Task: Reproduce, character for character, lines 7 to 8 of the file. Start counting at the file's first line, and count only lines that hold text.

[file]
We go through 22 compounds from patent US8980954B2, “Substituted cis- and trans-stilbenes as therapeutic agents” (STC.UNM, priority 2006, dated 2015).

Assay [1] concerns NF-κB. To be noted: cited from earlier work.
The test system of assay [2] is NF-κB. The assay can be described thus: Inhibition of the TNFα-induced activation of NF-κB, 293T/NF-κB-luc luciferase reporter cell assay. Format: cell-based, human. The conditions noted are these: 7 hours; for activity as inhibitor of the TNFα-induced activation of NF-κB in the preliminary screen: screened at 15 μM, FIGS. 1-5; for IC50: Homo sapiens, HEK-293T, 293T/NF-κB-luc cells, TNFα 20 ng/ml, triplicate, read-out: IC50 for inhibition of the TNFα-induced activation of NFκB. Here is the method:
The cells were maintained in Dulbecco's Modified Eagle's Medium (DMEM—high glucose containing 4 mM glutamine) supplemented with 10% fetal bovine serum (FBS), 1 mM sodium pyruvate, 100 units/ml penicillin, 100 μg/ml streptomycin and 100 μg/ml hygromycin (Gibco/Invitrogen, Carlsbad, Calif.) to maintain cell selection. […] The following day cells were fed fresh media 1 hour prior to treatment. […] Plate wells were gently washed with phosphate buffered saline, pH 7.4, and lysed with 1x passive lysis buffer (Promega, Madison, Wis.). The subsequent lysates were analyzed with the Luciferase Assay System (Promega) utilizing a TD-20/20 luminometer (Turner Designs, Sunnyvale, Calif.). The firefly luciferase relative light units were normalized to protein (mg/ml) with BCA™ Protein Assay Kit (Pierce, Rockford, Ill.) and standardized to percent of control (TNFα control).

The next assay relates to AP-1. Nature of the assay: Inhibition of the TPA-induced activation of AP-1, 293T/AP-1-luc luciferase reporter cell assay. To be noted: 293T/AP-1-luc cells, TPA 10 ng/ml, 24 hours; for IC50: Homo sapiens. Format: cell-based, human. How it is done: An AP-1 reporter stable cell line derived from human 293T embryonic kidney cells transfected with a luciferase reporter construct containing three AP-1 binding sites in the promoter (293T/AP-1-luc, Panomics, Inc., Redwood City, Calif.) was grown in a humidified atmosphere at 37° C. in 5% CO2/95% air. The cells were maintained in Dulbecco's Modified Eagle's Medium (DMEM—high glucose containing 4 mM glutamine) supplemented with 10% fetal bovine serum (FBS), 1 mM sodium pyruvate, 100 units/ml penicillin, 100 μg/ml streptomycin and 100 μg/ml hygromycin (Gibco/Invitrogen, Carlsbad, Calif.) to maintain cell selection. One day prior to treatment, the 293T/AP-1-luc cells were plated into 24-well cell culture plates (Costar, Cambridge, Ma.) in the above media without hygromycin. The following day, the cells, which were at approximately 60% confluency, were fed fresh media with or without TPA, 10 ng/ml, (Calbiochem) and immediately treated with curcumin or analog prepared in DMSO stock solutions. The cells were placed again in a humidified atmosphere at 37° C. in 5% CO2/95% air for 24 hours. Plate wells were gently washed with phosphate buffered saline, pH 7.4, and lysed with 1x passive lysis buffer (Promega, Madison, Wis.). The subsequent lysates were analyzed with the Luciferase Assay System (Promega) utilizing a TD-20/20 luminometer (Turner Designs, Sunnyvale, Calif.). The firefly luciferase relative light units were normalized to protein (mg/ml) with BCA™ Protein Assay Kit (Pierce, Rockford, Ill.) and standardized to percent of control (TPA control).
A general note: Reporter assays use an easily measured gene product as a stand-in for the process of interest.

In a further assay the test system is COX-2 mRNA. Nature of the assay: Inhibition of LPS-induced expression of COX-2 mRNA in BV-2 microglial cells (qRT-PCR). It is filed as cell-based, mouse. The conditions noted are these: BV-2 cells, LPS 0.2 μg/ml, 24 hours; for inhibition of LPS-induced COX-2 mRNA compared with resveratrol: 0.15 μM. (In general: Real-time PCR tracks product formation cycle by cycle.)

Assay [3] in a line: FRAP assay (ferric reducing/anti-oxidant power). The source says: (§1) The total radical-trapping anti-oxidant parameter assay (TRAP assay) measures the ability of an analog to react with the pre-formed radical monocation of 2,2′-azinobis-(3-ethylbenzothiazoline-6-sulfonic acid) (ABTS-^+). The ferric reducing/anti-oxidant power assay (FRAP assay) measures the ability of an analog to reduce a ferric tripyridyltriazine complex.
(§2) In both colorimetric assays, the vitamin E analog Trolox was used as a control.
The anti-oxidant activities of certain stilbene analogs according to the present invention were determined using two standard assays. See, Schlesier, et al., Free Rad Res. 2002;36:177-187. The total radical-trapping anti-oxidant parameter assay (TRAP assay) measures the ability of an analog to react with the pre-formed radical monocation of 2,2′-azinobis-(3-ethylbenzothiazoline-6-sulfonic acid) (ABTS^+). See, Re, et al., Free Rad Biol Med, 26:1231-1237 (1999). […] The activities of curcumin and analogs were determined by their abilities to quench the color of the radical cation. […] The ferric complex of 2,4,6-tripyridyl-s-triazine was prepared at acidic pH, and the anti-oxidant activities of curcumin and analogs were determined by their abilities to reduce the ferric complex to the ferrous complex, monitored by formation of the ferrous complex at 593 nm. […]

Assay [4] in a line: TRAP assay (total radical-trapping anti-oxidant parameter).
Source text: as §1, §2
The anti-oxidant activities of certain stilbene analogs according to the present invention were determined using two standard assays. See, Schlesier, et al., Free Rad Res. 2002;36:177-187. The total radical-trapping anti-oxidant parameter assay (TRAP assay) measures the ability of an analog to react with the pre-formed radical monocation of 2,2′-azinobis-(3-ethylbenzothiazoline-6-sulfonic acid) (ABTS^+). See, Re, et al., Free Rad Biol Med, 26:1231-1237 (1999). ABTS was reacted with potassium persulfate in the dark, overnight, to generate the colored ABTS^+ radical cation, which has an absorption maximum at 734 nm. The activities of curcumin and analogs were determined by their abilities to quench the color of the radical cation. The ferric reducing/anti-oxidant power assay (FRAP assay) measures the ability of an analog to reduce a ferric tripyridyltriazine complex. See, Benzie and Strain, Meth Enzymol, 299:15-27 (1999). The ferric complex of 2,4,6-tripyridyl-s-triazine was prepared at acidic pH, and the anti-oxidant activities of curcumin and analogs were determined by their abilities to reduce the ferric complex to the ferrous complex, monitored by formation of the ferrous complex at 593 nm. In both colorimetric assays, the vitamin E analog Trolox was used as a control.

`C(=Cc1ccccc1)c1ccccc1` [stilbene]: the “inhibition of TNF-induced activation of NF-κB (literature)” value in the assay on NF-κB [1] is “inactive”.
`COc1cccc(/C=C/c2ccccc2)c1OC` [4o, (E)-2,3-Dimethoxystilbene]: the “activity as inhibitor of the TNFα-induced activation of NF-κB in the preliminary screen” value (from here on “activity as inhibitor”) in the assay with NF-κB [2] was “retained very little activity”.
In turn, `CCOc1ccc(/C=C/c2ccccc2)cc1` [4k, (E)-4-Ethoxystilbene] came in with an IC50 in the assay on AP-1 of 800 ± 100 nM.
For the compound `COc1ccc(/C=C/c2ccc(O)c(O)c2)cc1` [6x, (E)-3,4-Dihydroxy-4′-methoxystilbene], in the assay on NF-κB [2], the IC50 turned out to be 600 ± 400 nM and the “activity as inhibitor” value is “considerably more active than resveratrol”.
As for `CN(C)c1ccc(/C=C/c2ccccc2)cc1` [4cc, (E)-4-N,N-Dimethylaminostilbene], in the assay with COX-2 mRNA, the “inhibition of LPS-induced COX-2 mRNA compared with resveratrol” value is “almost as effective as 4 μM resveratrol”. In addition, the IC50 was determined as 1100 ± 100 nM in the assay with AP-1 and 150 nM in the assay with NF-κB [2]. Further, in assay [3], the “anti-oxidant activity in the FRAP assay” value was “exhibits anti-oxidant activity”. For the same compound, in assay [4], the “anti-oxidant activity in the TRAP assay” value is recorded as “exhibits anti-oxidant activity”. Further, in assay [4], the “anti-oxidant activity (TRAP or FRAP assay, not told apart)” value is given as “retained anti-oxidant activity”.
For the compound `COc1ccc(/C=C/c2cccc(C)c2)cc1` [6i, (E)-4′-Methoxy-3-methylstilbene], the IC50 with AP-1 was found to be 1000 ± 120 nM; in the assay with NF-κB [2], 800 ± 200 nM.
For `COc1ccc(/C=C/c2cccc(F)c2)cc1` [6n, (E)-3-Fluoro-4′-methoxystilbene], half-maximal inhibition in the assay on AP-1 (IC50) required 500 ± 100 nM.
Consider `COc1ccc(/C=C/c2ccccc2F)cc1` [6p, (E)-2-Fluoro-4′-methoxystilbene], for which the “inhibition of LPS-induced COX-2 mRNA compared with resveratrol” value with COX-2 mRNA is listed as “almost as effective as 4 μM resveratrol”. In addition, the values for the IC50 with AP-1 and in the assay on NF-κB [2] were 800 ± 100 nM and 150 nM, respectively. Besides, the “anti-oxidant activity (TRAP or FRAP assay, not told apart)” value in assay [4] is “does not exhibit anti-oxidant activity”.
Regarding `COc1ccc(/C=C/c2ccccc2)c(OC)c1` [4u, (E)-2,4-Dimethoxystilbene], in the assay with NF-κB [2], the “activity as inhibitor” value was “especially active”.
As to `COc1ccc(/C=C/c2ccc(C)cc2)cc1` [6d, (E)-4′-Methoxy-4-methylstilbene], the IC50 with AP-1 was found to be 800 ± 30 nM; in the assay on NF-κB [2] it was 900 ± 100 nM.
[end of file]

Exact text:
In a further assay the test system is COX-2 mRNA. Nature of the assay: Inhibition of LPS-induced expression of COX-2 mRNA in BV-2 microglial cells (qRT-PCR). It is filed as cell-based, mouse. The conditions noted are these: BV-2 cells, LPS 0.2 μg/ml, 24 hours; for inhibition of LPS-induced COX-2 mRNA compared with resveratrol: 0.15 μM. (In general: Real-time PCR tracks product formation cycle by cycle.)

Assay [3] in a line: FRAP assay (ferric reducing/anti-oxidant power). The source says: (§1) The total radical-trapping anti-oxidant parameter assay (TRAP assay) measures the ability of an analog to react with the pre-formed radical monocation of 2,2′-azinobis-(3-ethylbenzothiazoline-6-sulfonic acid) (ABTS-^+). The ferric reducing/anti-oxidant power assay (FRAP assay) measures the ability of an analog to reduce a ferric tripyridyltriazine complex.